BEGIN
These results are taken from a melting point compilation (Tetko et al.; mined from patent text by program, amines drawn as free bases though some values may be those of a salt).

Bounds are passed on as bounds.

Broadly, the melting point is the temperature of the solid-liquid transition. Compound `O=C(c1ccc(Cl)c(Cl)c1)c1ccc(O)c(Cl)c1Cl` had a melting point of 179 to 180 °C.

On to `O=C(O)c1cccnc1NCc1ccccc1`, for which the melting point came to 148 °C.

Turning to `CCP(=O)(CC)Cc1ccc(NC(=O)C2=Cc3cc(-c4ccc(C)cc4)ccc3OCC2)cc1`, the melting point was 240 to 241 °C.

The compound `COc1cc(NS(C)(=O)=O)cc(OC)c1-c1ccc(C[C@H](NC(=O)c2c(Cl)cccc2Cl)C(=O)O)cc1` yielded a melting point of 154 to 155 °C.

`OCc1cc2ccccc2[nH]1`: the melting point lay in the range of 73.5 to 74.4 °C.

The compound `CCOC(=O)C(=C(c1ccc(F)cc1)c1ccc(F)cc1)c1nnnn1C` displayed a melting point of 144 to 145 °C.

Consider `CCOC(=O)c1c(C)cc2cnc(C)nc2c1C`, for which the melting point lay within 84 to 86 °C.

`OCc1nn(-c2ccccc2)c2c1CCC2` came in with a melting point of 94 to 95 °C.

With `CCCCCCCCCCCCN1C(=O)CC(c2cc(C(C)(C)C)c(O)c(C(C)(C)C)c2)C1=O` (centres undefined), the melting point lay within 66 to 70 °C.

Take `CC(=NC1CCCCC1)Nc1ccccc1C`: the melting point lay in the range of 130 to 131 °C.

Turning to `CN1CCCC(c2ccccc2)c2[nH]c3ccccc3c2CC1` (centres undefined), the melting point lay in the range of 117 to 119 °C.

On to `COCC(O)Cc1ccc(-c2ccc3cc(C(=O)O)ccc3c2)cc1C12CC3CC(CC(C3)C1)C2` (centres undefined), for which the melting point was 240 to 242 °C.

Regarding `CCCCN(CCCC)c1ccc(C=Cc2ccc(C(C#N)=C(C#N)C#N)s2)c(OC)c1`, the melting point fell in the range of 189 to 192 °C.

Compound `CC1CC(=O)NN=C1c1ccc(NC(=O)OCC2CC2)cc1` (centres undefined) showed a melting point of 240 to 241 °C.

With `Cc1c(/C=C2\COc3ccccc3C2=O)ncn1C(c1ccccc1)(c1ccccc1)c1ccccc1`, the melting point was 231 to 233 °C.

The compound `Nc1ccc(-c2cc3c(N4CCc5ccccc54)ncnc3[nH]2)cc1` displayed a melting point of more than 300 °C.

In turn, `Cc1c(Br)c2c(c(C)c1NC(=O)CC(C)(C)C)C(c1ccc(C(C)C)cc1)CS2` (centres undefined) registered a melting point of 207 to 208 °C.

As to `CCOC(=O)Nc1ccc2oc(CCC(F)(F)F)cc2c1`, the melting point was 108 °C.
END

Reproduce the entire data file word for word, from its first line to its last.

These results are taken from a melting point compilation (Tetko et al.; mined from patent text by program, amines drawn as free bases though some values may be those of a salt).

Bounds are passed on as bounds.

Broadly, the melting point is the temperature of the solid-liquid transition. Compound `O=C(c1ccc(Cl)c(Cl)c1)c1ccc(O)c(Cl)c1Cl` had a melting point of 179 to 180 °C.

On to `O=C(O)c1cccnc1NCc1ccccc1`, for which the melting point came to 148 °C.

Turning to `CCP(=O)(CC)Cc1ccc(NC(=O)C2=Cc3cc(-c4ccc(C)cc4)ccc3OCC2)cc1`, the melting point was 240 to 241 °C.

The compound `COc1cc(NS(C)(=O)=O)cc(OC)c1-c1ccc(C[C@H](NC(=O)c2c(Cl)cccc2Cl)C(=O)O)cc1` yielded a melting point of 154 to 155 °C.

`OCc1cc2ccccc2[nH]1`: the melting point lay in the range of 73.5 to 74.4 °C.

The compound `CCOC(=O)C(=C(c1ccc(F)cc1)c1ccc(F)cc1)c1nnnn1C` displayed a melting point of 144 to 145 °C.

Consider `CCOC(=O)c1c(C)cc2cnc(C)nc2c1C`, for which the melting point lay within 84 to 86 °C.

`OCc1nn(-c2ccccc2)c2c1CCC2` came in with a melting point of 94 to 95 °C.

With `CCCCCCCCCCCCN1C(=O)CC(c2cc(C(C)(C)C)c(O)c(C(C)(C)C)c2)C1=O` (centres undefined), the melting point lay within 66 to 70 °C.

Take `CC(=NC1CCCCC1)Nc1ccccc1C`: the melting point lay in the range of 130 to 131 °C.

Turning to `CN1CCCC(c2ccccc2)c2[nH]c3ccccc3c2CC1` (centres undefined), the melting point lay in the range of 117 to 119 °C.

On to `COCC(O)Cc1ccc(-c2ccc3cc(C(=O)O)ccc3c2)cc1C12CC3CC(CC(C3)C1)C2` (centres undefined), for which the melting point was 240 to 242 °C.

Regarding `CCCCN(CCCC)c1ccc(C=Cc2ccc(C(C#N)=C(C#N)C#N)s2)c(OC)c1`, the melting point fell in the range of 189 to 192 °C.

Compound `CC1CC(=O)NN=C1c1ccc(NC(=O)OCC2CC2)cc1` (centres undefined) showed a melting point of 240 to 241 °C.

With `Cc1c(/C=C2\COc3ccccc3C2=O)ncn1C(c1ccccc1)(c1ccccc1)c1ccccc1`, the melting point was 231 to 233 °C.

The compound `Nc1ccc(-c2cc3c(N4CCc5ccccc54)ncnc3[nH]2)cc1` displayed a melting point of more than 300 °C.

In turn, `Cc1c(Br)c2c(c(C)c1NC(=O)CC(C)(C)C)C(c1ccc(C(C)C)cc1)CS2` (centres undefined) registered a melting point of 207 to 208 °C.

As to `CCOC(=O)Nc1ccc2oc(CCC(F)(F)F)cc2c1`, the melting point was 108 °C.